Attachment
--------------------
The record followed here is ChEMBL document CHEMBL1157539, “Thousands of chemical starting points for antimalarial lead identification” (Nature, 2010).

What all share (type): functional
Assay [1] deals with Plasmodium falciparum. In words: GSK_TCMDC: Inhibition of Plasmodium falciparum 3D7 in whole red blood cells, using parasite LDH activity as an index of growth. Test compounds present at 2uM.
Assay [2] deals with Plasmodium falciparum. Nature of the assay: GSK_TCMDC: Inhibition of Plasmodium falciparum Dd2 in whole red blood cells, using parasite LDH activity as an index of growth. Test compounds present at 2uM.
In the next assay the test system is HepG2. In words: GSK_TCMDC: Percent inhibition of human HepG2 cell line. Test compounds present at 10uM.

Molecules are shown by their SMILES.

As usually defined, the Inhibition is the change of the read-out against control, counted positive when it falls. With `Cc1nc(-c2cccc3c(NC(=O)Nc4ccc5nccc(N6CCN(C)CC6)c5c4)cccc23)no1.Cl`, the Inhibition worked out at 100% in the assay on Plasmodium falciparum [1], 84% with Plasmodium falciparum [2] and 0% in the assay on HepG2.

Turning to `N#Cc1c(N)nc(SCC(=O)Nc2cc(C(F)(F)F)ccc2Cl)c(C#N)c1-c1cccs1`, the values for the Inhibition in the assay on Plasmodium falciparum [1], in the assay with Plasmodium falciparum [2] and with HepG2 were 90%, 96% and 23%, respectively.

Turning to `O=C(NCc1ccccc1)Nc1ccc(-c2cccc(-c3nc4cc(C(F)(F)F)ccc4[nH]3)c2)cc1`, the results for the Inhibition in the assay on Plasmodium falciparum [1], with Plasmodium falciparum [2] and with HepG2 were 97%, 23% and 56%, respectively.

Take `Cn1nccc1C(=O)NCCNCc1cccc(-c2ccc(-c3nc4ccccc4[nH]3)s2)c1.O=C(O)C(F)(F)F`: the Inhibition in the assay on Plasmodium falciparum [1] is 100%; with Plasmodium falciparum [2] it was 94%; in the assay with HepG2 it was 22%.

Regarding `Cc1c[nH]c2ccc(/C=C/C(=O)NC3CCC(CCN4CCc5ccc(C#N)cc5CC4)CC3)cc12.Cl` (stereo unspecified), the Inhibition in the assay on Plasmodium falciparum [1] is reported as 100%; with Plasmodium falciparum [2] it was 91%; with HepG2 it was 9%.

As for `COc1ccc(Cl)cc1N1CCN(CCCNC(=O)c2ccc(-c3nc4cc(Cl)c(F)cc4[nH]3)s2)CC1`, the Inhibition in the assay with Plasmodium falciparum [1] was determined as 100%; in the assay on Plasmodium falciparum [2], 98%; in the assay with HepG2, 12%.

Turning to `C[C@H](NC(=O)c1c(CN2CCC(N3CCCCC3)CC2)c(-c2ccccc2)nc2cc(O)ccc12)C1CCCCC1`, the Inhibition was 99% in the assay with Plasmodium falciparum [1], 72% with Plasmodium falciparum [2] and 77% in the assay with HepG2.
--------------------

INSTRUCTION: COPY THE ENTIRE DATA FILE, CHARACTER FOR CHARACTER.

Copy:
The record followed here is ChEMBL document CHEMBL1157539, “Thousands of chemical starting points for antimalarial lead identification” (Nature, 2010).

What all share (type): functional
Assay [1] deals with Plasmodium falciparum. In words: GSK_TCMDC: Inhibition of Plasmodium falciparum 3D7 in whole red blood cells, using parasite LDH activity as an index of growth. Test compounds present at 2uM.
Assay [2] deals with Plasmodium falciparum. Nature of the assay: GSK_TCMDC: Inhibition of Plasmodium falciparum Dd2 in whole red blood cells, using parasite LDH activity as an index of growth. Test compounds present at 2uM.
In the next assay the test system is HepG2. In words: GSK_TCMDC: Percent inhibition of human HepG2 cell line. Test compounds present at 10uM.

Molecules are shown by their SMILES.

As usually defined, the Inhibition is the change of the read-out against control, counted positive when it falls. With `Cc1nc(-c2cccc3c(NC(=O)Nc4ccc5nccc(N6CCN(C)CC6)c5c4)cccc23)no1.Cl`, the Inhibition worked out at 100% in the assay on Plasmodium falciparum [1], 84% with Plasmodium falciparum [2] and 0% in the assay on HepG2.

Turning to `N#Cc1c(N)nc(SCC(=O)Nc2cc(C(F)(F)F)ccc2Cl)c(C#N)c1-c1cccs1`, the values for the Inhibition in the assay on Plasmodium falciparum [1], in the assay with Plasmodium falciparum [2] and with HepG2 were 90%, 96% and 23%, respectively.

Turning to `O=C(NCc1ccccc1)Nc1ccc(-c2cccc(-c3nc4cc(C(F)(F)F)ccc4[nH]3)c2)cc1`, the results for the Inhibition in the assay on Plasmodium falciparum [1], with Plasmodium falciparum [2] and with HepG2 were 97%, 23% and 56%, respectively.

Take `Cn1nccc1C(=O)NCCNCc1cccc(-c2ccc(-c3nc4ccccc4[nH]3)s2)c1.O=C(O)C(F)(F)F`: the Inhibition in the assay on Plasmodium falciparum [1] is 100%; with Plasmodium falciparum [2] it was 94%; in the assay with HepG2 it was 22%.

Regarding `Cc1c[nH]c2ccc(/C=C/C(=O)NC3CCC(CCN4CCc5ccc(C#N)cc5CC4)CC3)cc12.Cl` (stereo unspecified), the Inhibition in the assay on Plasmodium falciparum [1] is reported as 100%; with Plasmodium falciparum [2] it was 91%; with HepG2 it was 9%.

As for `COc1ccc(Cl)cc1N1CCN(CCCNC(=O)c2ccc(-c3nc4cc(Cl)c(F)cc4[nH]3)s2)CC1`, the Inhibition in the assay with Plasmodium falciparum [1] was determined as 100%; in the assay on Plasmodium falciparum [2], 98%; in the assay with HepG2, 12%.

Turning to `C[C@H](NC(=O)c1c(CN2CCC(N3CCCCC3)CC2)c(-c2ccccc2)nc2cc(O)ccc12)C1CCCCC1`, the Inhibition was 99% in the assay with Plasmodium falciparum [1], 72% with Plasmodium falciparum [2] and 77% in the assay with HepG2.